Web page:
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Why do forwards find success after leaving Columbus?

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Wennberg, Wild Bill, Anderson, Duclair, Dubois

NHL: Columbus Blue Jackets at St. Louis Blues
PB&J
Billy Hurst-USA TODAY Sports

Changing latitudes, changing attitudes… may help with your Spring Break decision according to Jimmy Buffett, but does it explain why players seem to experience an offensive resurgence after leaving the Columbus Blue Jackets? Is it more than just a change in scenery?

Last Saturday, we watched Alexander Wennberg complete a hat trick against the Jackets. This was the same player that never seemed to shoot for the last three years. He has now 11 goals on the season with Florida. I remember his skill when he first entered the CBJ line-up. That breakout year was 2016-2017, when he registered 59 points in 80 games. His points dropped to 35, 25, 22 the following 3 years. Yes, he suffered a bad concussion during the 2018 playoffs versus the Capitals, and who knows what kind of physical and psychological damage that created. Yet despite being scratched for much of the 2019 playoffs, he lit up the World Championships for Sweden just a short time later.

Of course, the quintessential example is William Karlsson. Many cried fluke when he scored 43 goals with an otherworldly 23% shooting percentage the first year away from Columbus. He was like a storming bull out of a bucking shoot. But, would his breakthrough have happened here? That’s what keeps me up at night. His second year in Vegas he had 24 goals and 32 assists, which was not too shabby, and his numbers have been very contributory ever since.

So like Wild Bill, is talent being underutilized or under appreciated at CBJ (aka. the Joe Burrow Syndrome)? Dubois was drafted to play center, but he didn’t make the roster until his second training camp, and even then he started his rookie season as a fourth line winger. Once Torts moved him to center, however, Dubois had 20 goals and 48 points that year, 61 points the next.

Another factor is offensive scheme, which is a funny, vague word that means a large systematic plan, including the layout (players), the plays, and timing. It’s a compilation of factors that hopefully leads to the desired result. Maybe Torts simply doesn’t have great offensive schema? Just like Larson with his power play; the pieces just don’t come together well. Not everyone hit by a falling apple invents gravity.

Then there’s motivation. The field of psychology contains multiple motivation theories that attempts to explain what motivates humans. Public figures (like professional athletes, politicians, and CEOs) when taking new posts, are driven to prove themselves, in order to establish credibility. An athlete is fighting for their place in the new lineup and fighting for credibility with coaches, staff, fans, etc. Successful people, like professional athletes, often witness a boost in productivity when faced with change, which goes back to our innate ability to survive unexpected, harsh conditions. I’m not trying to compare Columbus to Neanderthal winters, but environment is more than weather: it’s team culture, quality of practices, teammates, living conditions, interpersonal relationships, coaches, etc. that influence everyday performance, even if subconsciously. Sometimes our environment isn’t optimal to achieve our needs and can’t motivate us. If the Blue Jackets environment isn’t optimal for offensive success, something should change.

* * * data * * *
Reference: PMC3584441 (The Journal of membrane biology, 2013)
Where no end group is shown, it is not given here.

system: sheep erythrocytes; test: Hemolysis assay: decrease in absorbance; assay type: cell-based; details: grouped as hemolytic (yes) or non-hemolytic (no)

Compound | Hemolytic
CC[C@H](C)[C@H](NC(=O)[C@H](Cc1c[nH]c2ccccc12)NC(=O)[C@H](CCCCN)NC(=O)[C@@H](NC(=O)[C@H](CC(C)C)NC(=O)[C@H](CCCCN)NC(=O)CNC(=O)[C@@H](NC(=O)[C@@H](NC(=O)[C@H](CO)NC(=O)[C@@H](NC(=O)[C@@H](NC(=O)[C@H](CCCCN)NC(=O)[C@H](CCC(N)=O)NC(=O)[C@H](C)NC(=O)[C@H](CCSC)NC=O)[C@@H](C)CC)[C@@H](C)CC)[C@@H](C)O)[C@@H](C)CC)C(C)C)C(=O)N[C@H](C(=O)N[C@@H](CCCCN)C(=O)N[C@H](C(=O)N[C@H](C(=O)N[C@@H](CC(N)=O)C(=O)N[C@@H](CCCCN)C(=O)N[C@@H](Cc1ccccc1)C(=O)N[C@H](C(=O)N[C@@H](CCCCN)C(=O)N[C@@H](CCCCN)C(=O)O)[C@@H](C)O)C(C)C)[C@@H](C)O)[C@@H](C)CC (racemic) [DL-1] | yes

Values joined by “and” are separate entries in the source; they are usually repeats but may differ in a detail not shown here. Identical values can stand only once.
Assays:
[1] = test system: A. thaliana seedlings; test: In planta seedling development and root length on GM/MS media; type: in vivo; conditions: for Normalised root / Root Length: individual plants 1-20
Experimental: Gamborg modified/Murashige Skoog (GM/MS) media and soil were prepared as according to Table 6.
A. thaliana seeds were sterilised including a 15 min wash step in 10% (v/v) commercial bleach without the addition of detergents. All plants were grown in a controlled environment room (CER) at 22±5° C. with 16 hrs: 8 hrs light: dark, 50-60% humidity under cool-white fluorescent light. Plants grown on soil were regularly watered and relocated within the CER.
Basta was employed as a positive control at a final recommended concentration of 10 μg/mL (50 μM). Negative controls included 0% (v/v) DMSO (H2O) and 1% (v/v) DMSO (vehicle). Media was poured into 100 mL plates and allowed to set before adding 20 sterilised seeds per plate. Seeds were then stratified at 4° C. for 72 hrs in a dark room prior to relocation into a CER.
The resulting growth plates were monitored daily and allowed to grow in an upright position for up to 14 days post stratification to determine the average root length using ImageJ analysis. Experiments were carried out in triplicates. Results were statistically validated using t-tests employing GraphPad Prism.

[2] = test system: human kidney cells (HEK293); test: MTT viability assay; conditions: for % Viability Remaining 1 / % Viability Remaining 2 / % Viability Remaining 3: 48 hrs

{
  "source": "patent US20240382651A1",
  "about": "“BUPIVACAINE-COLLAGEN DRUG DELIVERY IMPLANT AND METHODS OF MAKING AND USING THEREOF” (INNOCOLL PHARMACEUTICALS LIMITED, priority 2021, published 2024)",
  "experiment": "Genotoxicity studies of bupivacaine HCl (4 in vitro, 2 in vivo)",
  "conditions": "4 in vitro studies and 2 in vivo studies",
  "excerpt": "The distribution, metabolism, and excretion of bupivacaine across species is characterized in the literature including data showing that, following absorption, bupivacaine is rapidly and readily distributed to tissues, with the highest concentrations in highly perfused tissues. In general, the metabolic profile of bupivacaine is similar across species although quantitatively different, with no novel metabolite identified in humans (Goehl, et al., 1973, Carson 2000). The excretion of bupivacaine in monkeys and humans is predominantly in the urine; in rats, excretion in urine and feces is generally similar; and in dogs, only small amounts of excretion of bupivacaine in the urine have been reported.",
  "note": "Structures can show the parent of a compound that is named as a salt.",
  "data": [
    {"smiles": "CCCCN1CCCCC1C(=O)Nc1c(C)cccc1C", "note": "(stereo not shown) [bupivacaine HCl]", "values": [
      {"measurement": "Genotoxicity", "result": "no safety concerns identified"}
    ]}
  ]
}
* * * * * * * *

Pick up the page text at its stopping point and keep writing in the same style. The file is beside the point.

Management and coaching are also big, complicated influences. We all know Torts’s antics: inconsistency, veteran favoritism, hazing, and public ridicule. “I don’t think he knows how to play,” said Torts regarding Duclair in the 2018-2019 season. Really? He had 23 goals last year. Our highest individual total goals this year so far is 14 from Oliver Bjorkstrand. There’s a reason former players and fans say he drives talent away. Some also argue his coaching technique is outdated. His line-blender certainly prevents chemistry. Remember PB&J? Hockey is a team sport after all. When a coach switches lines this often, it’s like rearranging deck chairs on the Titanic. Not a highly effective habit.

I personally feel that more scrutiny should befall the GM’s antics. Remember Johansen’s contentious contract negotiation in 2014? “It’s like a slap in the face,” was how Johansen described it. Regardless of your feelings for Johansen now, he said this after producing a 63 point season. And let’s face it, he was a fan favorite. Anderson’s negotiations in 2017 were also contentious. Dubois’ negotiations weren’t exactly smooth either this past summer, and where is he now? He’s in Winnipeg with 9 goals in only 29 games, 2 being OT goals. I personally believe losing Dubois was a huge loss. Regardless of undisclosed reasons and a monumental overreaction to a lazy shift, we no longer have those scorers and Columbus needs scorers. This is not how we want to treat talent.

We obviously need to be careful not to confuse correlation with causation, and times are tense with our losing season. However, when a team doesn’t capitalize on their talent, it’s a waste of time, resources, and development opportunities towards where we all want to be: Stanley Cup contenders. Scoring in the NHL is hard, plain and simple. It’s a unique skill few offensive players possess consistently. I take the stance that we should do everything in our power to keep players that can score. If we lose scorers to other teams once in a while, that’s life. Yet when a pattern develops, even if the causes of those patterns vary, scrutiny towards leadership should persist. Here’s hoping Patrik Laine isn’t deja vu.